Let’s discuss states of definite energy. With a little bit of work, we can portray them in phase space. In figure 8, the border between one color and the next shows where the state is. The border has zero width. The colored regions are not the states; they are the regions between states.
These energy eigenstates are stationary states. In some sense they rotate, just as the coherent states rotate around the origin at frequency ω0 ... but since the energy states are circles, the rotation leaves them unchanged.
The states are equally spaced in energy. Each of the colored rings in the figure has the same area as the others. This stands to reason, since the ring is the area between two energy eigenstates.
Given that the states are equally spaced in energy, where E = x2 + p2, the Nth state must have x and p values proportional to √N. You can see that the 25th state is a circle tangent to the lines of constant x=5 and x=−5. It is also tangent to the lines of constant p=5 and p=−5. By the same token, the innermost color-to-color boundary is tangent to the lines (not shown) of constant x=±1 and p=±1.
These rings are one way but not the only way to divide phase space into cells of equal area. You are allowed but not required to use the photon representation.
Perhaps the simplest example of something that is not a harmonic oscillator is þe olde particle in a box. (In some sense, this can be considered a highly anharmonic oscillator.) The stationary states are simple sine waves. The stationary states are equally spaced in phase space, but the energy levels are not equally spaced – not even close. Specifically, as we go from state to state, the momentum values are equally spaced, but the energy values are not. The energy goes like momentum squared. The color-to-color boundaries in figure 9 indicate the energy eigenstates. Just as in figure 8 the states are equally spaced in area, but the way this happens is quite different.
The following table spells out the spacing and other properties of the Nth state for a harmonic oscillator in contrast to a particle in a box.
|Harmonic Oscillator||Particle in a Box|
|gross area A||∝N||∝N|
|A(N) − A(N−1)||constant||constant|
|energy E||∝(x2 + p2)||∝p2|
|energy||∝(N + ½)||∝N2|
|E(N) − E(N−1)||constant||∝N|
Figure 10 shows something we call a squeezed state. It is very similar to an ordinary unsqueezed coherent state, except that its width has been decreased by a factor of s in one direction and increased by a factor of s in the other direction. This leaves its area in phase space unchanged, which makes it easier to understand how this state complies with all the laws of physics, including thermodynamics and quantum mechanics.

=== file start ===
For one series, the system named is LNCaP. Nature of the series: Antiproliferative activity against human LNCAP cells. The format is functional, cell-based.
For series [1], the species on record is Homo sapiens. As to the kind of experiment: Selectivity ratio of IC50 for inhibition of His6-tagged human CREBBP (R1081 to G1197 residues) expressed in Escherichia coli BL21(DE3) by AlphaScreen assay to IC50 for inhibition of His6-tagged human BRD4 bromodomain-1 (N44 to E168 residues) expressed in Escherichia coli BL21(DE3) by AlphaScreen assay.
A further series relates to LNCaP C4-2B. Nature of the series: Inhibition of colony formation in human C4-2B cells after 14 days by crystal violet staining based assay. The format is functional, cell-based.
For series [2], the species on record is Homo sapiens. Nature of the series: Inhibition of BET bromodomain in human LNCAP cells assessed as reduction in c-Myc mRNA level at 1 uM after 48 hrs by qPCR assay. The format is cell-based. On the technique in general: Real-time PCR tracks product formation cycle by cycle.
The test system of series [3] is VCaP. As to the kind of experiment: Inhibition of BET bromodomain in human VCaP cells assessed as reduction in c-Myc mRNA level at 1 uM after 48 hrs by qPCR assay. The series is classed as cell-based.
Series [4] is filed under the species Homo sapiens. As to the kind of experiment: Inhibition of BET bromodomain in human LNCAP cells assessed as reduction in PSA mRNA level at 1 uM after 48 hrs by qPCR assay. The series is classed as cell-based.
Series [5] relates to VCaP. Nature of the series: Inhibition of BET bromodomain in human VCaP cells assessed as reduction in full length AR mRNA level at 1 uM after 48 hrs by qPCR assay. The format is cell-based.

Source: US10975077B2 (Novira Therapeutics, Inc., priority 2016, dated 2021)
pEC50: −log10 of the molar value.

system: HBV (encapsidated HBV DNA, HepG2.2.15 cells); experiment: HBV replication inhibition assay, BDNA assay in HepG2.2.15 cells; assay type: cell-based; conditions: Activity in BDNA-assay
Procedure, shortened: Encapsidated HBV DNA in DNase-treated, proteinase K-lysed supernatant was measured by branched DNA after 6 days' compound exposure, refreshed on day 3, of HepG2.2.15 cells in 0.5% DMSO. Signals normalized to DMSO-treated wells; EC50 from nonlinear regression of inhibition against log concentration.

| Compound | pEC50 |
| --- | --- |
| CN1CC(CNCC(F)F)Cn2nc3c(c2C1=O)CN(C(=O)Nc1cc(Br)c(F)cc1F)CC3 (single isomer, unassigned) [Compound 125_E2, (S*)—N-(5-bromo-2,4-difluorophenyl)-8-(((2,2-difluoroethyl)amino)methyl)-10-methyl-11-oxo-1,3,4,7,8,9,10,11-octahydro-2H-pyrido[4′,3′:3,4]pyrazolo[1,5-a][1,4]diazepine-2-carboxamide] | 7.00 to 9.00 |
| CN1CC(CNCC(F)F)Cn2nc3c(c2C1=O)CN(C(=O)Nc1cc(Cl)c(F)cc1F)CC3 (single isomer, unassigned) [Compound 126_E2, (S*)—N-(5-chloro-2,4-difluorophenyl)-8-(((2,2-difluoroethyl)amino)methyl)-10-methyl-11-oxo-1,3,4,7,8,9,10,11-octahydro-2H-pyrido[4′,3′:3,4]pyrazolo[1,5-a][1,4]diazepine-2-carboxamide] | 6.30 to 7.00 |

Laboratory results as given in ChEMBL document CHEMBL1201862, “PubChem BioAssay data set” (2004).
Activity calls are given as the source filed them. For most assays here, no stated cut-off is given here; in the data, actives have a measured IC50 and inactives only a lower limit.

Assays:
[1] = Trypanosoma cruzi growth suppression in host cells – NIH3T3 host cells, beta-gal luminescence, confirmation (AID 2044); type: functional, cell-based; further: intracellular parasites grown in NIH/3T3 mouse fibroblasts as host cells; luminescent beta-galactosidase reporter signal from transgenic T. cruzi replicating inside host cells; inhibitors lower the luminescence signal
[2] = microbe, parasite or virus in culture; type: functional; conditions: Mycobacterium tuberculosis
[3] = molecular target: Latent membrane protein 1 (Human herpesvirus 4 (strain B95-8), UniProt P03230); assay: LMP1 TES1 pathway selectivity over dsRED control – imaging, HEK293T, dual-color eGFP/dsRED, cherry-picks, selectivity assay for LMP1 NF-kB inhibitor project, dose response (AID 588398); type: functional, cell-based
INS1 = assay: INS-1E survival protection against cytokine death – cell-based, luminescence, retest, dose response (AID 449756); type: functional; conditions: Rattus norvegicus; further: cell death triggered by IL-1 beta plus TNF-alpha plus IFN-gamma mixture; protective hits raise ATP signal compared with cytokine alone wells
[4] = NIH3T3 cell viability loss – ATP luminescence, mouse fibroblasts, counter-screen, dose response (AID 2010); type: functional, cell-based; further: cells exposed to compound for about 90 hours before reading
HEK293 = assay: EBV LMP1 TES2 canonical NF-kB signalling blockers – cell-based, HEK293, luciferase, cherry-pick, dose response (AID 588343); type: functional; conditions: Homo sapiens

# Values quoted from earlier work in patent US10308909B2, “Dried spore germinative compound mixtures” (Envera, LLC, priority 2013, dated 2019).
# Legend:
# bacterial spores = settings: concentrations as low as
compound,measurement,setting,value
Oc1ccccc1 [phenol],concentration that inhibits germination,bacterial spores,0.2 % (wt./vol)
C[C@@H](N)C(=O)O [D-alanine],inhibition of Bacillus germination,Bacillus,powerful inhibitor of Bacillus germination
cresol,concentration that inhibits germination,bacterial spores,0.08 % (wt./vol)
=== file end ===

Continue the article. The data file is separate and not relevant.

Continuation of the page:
You can see from figure 10, or from the corresponding waveform in figure 11, that squeezing allows certain phase-sensitive measurements to be more accurate than the corresponding measurement of an unsqueezed state. In particular, in this state, when |x| is large, x can be measured with relatively little quantum uncertainty. This comes at the price of greater uncertainty in the dynamically conjugate variable, p, as we would expect based on the Heisenberg uncertainty principle. For more about this, see reference 6.
For obvious reasons, figure 11 is sometimes called a “mustache” diagram. Note that for clarity, the waveform diagram uses a greater amount of squeezing than the phase-space plot does (aspect ratio of 10 versus 2).
Figure 13 shows a coherent state that has been squeezed in a different direction. This state is desirable if you want to determine the value of x when |x| is small, and you want to minimize the uncertainty Δx.
The corresponding waveform is shown in figure 14.
More generally, you can squeeze in any direction, so that the angle between the long axis of the squeezed state and its direction of motion can be anything you choose. An example can be seen in figure 16.
The corresponding waveform and scatter plot are shown in figure 17 and figure 18.
You can also change the amount of squeezing. In the limit where the state has very little uncertainty Δx (and correspondingly great uncertainty Δp) it approaches the ideal “position eigenstate”. You can never make a perfect position eigenstate, but you can come close.
Beware that the term “photon” has two different technical meanings:
Both of these terms are very widely used. There is no point in arguing about which is right or wrong, or even better or worse. They’re just different. Both terms refer to perfectly reasonable concepts.
Constructive suggestion: In situations where confusion is possible, I recommend avoiding the word “photon” entirely. You can use the term harmodon to describe concept (a), and use the term wave packet to describe concept (b).